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Cotton Consultant's Corner:
Early Season Insect Control

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Click here to ask Trent LaMastus a question or submit a comment about this month’s Cotton Consultant’s Corner.

Early Season Insect Control Recap:


• Insecticide seed treatments
primarily offer thrip control in
seedling cotton and help suppress
early season plant bugs, fleahoppers
and aphids.

• Seed treatments that offer a nematicide can suppress low to
moderate levels of nematodes.

• With seed treatments, you don’t have to worry about hopper boxes
stopping up.

• From square to cutout, Bollgard II takes out tobacco budworm.

• With worms out of the picture, we can focus more on controlling
plant bugs, aphids and spider mites.


Trent LaMastus
LaMastus Cotton Consultants, Inc.
Cleveland, Miss. 

• BS degree in Biology from Delta State University
• Member of Mississippi Ag Consultants Assn. for 15 years
• Served 2-year term on MACA Board of Directors
• Consults on cotton, soybeans, corn and other crops
• Soybean, rice and corn grower
• Enjoys spending time with his wife of 11 years, Jennifer,
  and sons, S. Trent, Jr. and William Tucker.

Seed treatments that include insecticides give cotton
producers more options for preventing damage on seedling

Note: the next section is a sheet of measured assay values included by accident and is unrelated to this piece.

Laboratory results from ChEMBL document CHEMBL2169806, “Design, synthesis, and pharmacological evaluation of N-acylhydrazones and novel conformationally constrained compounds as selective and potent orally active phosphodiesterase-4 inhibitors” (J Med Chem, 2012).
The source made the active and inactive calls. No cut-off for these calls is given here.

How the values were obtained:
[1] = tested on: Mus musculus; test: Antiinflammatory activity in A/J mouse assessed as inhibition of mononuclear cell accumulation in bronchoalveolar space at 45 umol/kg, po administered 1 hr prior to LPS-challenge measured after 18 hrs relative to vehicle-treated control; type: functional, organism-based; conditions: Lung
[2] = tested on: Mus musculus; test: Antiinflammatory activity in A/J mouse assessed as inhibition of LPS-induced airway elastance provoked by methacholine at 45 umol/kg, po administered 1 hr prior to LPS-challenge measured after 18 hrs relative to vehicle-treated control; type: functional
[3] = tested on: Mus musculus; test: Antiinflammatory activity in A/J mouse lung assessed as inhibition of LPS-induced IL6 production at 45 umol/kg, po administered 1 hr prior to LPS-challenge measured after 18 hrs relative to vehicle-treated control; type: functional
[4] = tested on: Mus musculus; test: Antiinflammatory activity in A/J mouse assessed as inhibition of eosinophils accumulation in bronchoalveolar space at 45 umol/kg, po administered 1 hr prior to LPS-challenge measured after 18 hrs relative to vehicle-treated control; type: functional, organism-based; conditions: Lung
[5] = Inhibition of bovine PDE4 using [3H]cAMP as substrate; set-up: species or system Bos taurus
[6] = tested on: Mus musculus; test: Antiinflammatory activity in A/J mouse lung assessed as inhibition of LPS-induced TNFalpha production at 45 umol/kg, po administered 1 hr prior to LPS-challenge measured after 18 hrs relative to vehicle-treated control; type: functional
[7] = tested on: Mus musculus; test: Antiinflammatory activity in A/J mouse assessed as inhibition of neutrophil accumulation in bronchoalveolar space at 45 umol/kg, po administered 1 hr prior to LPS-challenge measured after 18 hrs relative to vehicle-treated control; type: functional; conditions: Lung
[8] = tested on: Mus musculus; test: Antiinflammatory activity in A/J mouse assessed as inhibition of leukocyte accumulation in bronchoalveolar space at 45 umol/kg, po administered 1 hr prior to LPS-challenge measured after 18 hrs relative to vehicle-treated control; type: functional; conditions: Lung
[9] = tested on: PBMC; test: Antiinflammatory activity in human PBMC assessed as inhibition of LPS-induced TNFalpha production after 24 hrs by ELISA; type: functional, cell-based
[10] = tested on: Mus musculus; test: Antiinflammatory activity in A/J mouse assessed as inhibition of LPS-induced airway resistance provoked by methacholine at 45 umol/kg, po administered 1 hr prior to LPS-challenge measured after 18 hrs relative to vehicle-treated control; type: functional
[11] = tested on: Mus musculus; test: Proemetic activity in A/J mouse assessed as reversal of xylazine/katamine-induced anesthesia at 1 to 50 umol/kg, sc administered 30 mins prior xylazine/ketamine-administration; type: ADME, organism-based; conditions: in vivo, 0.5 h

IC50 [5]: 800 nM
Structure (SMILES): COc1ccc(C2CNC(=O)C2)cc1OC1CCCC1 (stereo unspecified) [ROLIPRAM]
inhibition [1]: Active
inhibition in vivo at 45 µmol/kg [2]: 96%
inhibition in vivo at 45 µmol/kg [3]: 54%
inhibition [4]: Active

cotton from early season pests like thrip, plant bugs, fleahoppers and aphids.

Under favorable growing conditions, these products can
give up to three weeks of control. In less than favorable
growing conditions, a foliar insecticide application may be
needed to help the cotton through a period of time when
it is unable to outgrow any damage that high levels of
insect pressure may cause.

Some seed treatments also include a nematicide and
fungicides. The nematicide seed treatments help suppress
low to moderate levels of nematodes, while the fungicide
treatment is for disease control.

Having some or all of these seed treatment combinations
on the seed can be of great benefit to producers. Safety
issues for the producer and his labor are greatly reduced.
Turnrow down time is greatly reduced because there is no
handling of any material other than seed. Also, there are
no calibrations to be made other than seed populations.
This, in turn, reduces possible mechanical error we
sometimes experience with hopper box treatments.

As I mentioned, today’s seed treatments are of great help
in protecting our seedling cotton from early pests. Another
tool many of my growers are starting to utilize is BGII
technology. We see some benefit in having two genes in
the cotton plant to help protect against budworm and bollworm
and the armyworm complex. It has been my experience
that BGII – like BG – will control budworms for the
entire season.

Bollworms can sometimes still be a concern, but BGII suppresses them very well. There have been only a few cases where I felt a foliar treatment was needed to control bollworm in BGII. As a consultant, it is helpful not to have to focus so much on the budworm problems we used to have to deal with.

From first square to cutout, plant bugs, spider mites, aphids and other pests can all be a problem. BGII allows me to do a better job of managing these pests.


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